London Stone Masonry created a large (1metre x 1metre) hand carved stone planter for an exclusive private estate.
The client is a long-standing customer. They appreciate discretion, and our respect for the estate’s security, so we will not go into too many details about the project on this page.
The brief was to create a planter to match an existing one that stands on a large Portland stone patio area on the estate.
We visited the site to examine and template the original planter base, and began to source various stones to find the best match. We selected a particular block of Portland roach bed, and sent samples to the client’s representatives.
Once the client signed-off on the stone selection, we set to work hand carving the large slabs of roach to the required facade template.
When each stone section was completed, a date was agreed and we used a crane to lift the stones into position.
We then assembled the stones using brackets, dowels and two part glue. Once secure and dry, the planter was thoroughly “tanked” – waterproofed on the inside. The tanking was the final part of the project. Site was cleared, cleaned and our work was done!
Pictured: The monumental stone planter we created
Challenges we overcame on this project included
Creating the “single block” appearance
The finished planter appears to have been carved from a single block of Portland roach bed stone. However, we created the planter from a number of pieces of roach stone, as purchasing a huge single block would be unnecessarily expensive.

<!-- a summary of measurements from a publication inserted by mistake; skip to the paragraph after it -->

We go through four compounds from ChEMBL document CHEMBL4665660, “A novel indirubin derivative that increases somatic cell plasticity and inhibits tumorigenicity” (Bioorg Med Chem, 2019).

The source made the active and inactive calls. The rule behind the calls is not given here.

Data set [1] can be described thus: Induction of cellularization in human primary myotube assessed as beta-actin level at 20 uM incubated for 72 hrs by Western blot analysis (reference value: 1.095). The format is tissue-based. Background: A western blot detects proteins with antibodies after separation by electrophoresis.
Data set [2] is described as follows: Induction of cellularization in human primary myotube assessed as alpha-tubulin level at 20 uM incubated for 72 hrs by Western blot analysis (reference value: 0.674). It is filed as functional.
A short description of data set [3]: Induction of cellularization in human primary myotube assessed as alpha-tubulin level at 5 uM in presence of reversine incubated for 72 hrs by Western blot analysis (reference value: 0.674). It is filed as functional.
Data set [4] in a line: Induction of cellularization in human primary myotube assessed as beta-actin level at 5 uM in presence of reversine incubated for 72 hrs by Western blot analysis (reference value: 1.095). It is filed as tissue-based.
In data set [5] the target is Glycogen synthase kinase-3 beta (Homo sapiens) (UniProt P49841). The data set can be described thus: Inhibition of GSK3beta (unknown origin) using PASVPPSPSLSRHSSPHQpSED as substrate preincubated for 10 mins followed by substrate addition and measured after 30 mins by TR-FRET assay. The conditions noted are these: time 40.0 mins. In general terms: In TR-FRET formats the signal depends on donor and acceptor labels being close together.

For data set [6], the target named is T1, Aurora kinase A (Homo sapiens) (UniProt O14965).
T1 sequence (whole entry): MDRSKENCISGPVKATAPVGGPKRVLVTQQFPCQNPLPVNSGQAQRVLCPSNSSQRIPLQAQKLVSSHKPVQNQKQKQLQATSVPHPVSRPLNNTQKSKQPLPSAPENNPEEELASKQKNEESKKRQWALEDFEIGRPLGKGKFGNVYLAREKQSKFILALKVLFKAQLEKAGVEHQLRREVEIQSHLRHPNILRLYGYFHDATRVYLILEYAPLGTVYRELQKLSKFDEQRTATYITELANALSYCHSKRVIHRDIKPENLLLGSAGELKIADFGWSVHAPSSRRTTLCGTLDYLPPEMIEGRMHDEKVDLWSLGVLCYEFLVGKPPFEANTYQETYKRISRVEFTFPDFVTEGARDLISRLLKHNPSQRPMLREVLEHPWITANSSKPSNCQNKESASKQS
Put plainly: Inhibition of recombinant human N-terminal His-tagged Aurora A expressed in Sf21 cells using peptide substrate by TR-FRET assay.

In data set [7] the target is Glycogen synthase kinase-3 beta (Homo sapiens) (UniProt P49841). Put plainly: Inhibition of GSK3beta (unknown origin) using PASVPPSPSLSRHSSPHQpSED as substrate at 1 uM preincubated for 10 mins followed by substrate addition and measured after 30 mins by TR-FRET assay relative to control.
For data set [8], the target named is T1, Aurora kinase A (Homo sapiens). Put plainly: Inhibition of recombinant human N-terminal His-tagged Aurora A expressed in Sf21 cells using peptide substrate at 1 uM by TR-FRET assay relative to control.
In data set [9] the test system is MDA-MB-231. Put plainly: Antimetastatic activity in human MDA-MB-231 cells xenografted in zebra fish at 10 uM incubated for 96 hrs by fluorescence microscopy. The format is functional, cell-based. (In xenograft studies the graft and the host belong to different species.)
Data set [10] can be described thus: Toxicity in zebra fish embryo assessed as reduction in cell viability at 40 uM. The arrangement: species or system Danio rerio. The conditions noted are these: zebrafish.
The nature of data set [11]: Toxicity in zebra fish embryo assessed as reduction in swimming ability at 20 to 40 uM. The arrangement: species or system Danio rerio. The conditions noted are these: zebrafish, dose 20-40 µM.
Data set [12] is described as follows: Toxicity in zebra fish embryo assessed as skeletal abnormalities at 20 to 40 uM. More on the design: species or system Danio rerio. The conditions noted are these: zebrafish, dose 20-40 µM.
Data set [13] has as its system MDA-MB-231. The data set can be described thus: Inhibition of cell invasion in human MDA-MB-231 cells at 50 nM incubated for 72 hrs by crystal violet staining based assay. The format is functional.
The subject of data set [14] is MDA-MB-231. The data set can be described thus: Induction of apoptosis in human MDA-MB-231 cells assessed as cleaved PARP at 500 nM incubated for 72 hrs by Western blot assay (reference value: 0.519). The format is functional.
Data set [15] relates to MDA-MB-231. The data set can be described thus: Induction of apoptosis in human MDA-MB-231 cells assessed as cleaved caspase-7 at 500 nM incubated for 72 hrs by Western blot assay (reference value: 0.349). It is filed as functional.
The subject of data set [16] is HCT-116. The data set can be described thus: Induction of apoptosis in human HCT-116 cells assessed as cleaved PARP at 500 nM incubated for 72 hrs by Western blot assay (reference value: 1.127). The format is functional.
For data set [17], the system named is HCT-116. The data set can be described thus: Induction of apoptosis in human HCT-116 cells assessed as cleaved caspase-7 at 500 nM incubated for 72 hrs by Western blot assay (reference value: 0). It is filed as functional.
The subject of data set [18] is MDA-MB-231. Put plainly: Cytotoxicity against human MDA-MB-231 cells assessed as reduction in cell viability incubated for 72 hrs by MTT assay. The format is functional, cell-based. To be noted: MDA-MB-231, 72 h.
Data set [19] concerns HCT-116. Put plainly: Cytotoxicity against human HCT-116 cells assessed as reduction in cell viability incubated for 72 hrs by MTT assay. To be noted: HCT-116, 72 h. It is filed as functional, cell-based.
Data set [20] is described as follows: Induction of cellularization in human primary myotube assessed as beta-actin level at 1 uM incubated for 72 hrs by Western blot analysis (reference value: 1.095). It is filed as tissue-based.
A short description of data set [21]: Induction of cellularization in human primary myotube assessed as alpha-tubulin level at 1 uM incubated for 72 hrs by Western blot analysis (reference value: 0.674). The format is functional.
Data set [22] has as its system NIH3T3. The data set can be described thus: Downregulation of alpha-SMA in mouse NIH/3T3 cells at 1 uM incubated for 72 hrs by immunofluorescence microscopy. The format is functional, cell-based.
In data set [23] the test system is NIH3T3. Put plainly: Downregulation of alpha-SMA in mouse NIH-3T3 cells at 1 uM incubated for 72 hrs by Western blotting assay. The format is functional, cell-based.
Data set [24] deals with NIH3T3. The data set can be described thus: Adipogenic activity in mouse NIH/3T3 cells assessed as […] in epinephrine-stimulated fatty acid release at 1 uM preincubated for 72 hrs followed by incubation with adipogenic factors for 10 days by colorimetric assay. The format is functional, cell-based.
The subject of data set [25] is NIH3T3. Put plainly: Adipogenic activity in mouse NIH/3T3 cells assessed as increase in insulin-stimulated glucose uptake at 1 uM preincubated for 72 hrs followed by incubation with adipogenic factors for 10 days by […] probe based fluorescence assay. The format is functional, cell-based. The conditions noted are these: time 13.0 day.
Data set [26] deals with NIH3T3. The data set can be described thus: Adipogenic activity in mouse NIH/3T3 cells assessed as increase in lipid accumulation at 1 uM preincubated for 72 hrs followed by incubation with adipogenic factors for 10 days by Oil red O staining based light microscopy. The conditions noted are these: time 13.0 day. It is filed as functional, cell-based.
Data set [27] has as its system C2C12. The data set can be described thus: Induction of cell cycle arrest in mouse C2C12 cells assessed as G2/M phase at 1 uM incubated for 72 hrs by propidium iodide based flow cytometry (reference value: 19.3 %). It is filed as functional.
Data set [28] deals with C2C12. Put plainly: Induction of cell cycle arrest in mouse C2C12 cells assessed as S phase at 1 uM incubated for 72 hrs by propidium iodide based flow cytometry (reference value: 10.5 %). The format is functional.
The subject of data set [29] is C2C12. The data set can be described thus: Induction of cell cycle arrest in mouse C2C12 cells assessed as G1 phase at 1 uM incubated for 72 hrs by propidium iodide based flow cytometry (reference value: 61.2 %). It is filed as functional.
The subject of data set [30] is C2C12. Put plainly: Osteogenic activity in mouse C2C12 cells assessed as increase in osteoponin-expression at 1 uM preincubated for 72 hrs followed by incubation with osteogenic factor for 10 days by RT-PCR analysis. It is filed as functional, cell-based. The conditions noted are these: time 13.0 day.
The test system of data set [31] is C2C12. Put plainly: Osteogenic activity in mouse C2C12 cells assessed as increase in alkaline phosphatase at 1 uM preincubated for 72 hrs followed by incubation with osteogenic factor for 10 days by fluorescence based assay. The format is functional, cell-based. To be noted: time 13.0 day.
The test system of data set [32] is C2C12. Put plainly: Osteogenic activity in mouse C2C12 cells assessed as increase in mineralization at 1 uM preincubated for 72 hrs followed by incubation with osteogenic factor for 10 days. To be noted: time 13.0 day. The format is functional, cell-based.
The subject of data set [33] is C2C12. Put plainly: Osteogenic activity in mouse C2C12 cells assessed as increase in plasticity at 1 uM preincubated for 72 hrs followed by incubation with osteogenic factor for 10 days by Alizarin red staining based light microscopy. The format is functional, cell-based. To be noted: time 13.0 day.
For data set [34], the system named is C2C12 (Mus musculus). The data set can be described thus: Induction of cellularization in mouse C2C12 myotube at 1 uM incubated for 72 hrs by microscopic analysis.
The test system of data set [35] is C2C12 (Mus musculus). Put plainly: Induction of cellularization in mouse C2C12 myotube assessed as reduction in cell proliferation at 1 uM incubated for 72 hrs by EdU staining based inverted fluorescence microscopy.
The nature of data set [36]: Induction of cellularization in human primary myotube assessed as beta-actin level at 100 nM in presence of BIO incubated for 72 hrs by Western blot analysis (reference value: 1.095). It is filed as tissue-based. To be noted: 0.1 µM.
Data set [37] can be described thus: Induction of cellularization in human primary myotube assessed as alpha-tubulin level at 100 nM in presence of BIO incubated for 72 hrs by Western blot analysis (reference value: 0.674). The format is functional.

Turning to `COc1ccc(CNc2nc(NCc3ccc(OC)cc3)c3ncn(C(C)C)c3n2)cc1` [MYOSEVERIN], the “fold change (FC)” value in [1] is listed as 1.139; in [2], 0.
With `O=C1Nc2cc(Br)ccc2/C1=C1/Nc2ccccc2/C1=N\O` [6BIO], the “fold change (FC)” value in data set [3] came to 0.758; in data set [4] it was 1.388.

We achieved this “single block” appearance by careful infilling and delicate drilling.
Portland roach bed contains large grey shell fragments. The shells include turreted gastropods (“Portland Screws”), as well as large clam shells.
As the stone naturally has many small voids caused by its shell composition, we matched the planter’s sections by creating a stone mix from the off-cuts of roach bed. The off-cuts were crushed into varying small sizes and mixed with specialist cements, then carefully infilled into the voids. We then sanded back the infills using many grades of sand paper to match colour and texture.
We also created voids in the stone using a tiny drill, similar to those used in dentistry. The combination of the two techniques disguised any joins, creating the appearance of a planter carved out of one block.
Due to the location of the patio on the estate, we could not use a wheeled vehicle to move and place the planter. Instead, a date was agreed when other works were being carried out on site, allowing us to use a crane to lift the stones into position. Each section was strapped and secured using masonry lifting equipment and hoisted into its location, so that construction of the planter could be completed quickly and safely.
Photos from the workshop: how we created the hand carved stone planter